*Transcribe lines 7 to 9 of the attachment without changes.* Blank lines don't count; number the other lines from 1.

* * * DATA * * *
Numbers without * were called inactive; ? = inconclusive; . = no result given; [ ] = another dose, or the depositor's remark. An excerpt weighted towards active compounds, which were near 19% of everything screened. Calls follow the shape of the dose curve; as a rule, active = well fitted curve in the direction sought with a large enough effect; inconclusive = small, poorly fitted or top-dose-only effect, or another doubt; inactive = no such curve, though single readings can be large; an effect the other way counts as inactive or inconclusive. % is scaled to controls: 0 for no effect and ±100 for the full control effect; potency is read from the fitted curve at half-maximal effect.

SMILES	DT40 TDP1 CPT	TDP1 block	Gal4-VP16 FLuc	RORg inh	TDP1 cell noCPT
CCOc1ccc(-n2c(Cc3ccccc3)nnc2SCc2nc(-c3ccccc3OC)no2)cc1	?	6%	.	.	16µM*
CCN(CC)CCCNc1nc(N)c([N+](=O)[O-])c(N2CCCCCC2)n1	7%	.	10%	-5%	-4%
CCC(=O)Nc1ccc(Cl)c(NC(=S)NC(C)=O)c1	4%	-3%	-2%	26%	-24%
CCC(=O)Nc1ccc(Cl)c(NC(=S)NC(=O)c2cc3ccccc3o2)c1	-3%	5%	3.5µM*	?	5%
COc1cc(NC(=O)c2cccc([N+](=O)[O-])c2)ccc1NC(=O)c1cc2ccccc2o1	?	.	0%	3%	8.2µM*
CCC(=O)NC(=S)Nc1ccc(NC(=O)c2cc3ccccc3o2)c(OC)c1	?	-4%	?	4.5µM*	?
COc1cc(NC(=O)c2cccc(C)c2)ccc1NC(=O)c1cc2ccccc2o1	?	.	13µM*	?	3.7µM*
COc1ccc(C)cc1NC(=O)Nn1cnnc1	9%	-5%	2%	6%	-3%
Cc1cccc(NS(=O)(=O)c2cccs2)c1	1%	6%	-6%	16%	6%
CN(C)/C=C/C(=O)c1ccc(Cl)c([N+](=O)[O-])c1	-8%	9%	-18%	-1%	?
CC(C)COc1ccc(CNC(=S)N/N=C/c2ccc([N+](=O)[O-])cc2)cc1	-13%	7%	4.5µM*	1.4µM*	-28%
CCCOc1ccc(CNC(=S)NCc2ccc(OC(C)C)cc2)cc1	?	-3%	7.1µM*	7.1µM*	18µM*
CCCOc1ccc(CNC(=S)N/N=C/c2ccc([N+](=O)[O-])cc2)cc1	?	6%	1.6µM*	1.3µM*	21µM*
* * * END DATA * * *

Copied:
COc1cc(NC(=O)c2cccc([N+](=O)[O-])c2)ccc1NC(=O)c1cc2ccccc2o1	?	.	0%	3%	8.2µM*
CCC(=O)NC(=S)Nc1ccc(NC(=O)c2cc3ccccc3o2)c(OC)c1	?	-4%	?	4.5µM*	?
COc1cc(NC(=O)c2cccc(C)c2)ccc1NC(=O)c1cc2ccccc2o1	?	.	13µM*	?	3.7µM*